Tuesday, August 28, 2012


A couple weeks ago, I visited a friend of mine who's also a professional poker player.  I went to his place of work in Charles Town, West Virginia.  Personally, I had one of the most horrific runs of my life and lost a decent amount of money.  In the long run, I'll be fine, it was just a nice reminder of why I didn't do this kind of a thing for a full time job.  I think being a pro would decrease my life span by 10 years.

I ended up talking to another player sitting next to me, as he started chatting it up after he took a few thousand off me in a standard kings against aces all in preflop scenario (FML).  People seem to be more friendly when they're winning off you than when they're losing, I've found.  Anyhow, he got to telling me a bit about his life, where I found he was independently wealthy (so not from poker).  I found that he was a bit older than I thought (I think he was around 47, but I thought he  looked like he was in his 30's).

He told me he loved playing poker, and that it was one of the main activities of his life.  He hosted a private game in his house, with an actual poker room, dealer and security, where he'd invite friends to play.  I voiced some sympathy for his marital issues (he was recently divorced from a second wife, with whom he had kids), but he said he wasn't too concerned about it, being content with seeing his kids early in the week, and playing poker for the rest of it.  "Poker's my life now!", he proudly claimed.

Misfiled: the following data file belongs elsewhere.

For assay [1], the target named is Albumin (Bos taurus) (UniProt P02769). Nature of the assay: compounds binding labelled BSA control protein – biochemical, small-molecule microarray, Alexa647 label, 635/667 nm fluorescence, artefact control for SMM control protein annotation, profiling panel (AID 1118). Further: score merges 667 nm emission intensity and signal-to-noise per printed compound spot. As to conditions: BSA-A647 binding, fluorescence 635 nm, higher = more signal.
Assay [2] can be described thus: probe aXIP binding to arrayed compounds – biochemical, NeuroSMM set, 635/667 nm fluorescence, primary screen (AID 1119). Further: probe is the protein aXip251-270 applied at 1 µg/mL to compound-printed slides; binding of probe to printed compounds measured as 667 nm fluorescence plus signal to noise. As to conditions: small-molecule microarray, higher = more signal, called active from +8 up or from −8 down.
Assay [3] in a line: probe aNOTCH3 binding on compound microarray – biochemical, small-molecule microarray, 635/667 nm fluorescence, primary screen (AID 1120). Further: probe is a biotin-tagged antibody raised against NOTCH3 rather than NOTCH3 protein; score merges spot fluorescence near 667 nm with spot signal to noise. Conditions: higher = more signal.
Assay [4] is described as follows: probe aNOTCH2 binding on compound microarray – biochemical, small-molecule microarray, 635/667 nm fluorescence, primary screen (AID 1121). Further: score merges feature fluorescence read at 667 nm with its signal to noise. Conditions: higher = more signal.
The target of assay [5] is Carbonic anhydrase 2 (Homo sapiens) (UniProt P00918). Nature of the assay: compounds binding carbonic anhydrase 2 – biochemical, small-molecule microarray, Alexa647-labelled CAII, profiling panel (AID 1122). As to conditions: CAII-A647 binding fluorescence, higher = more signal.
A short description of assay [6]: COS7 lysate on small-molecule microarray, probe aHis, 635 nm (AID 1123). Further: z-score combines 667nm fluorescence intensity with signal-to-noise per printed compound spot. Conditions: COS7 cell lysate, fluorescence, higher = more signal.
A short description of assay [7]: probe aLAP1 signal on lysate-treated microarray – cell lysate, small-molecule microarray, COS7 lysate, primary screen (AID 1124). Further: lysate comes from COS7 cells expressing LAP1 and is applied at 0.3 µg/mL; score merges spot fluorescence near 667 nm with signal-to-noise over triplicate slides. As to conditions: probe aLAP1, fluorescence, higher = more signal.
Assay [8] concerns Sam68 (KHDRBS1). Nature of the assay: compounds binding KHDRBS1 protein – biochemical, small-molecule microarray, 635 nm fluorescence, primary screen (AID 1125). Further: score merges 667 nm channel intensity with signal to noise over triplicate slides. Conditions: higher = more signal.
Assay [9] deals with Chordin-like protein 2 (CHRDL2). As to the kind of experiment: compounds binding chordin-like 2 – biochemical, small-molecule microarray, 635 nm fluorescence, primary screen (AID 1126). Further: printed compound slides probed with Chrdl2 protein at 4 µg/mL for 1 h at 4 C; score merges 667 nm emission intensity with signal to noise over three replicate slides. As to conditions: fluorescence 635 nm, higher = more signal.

Now I'm not judging anyone's lifestyle or what they find makes them happy, but it seemed kind of odd to me that he was genuinely content with the way his life was at his age, just playing poker for most of his life as a hobby.  I guess his life is definitely in a better spot than most people at his age, but it just seemed empty.  I guess most people's lives can be empty in some shape or form, there are plenty of wealthy people who do other kinds of pointless things with their lives.  But perhaps because of my experiences with poker and how I feel about it now, the hollowness was more clearly illustrated to me.

I definitely want to be more thankful and content with my life, but I don't know if I ever want to do it without a sense of purpose.  It is hard to find both purpose and contentment, I guess.

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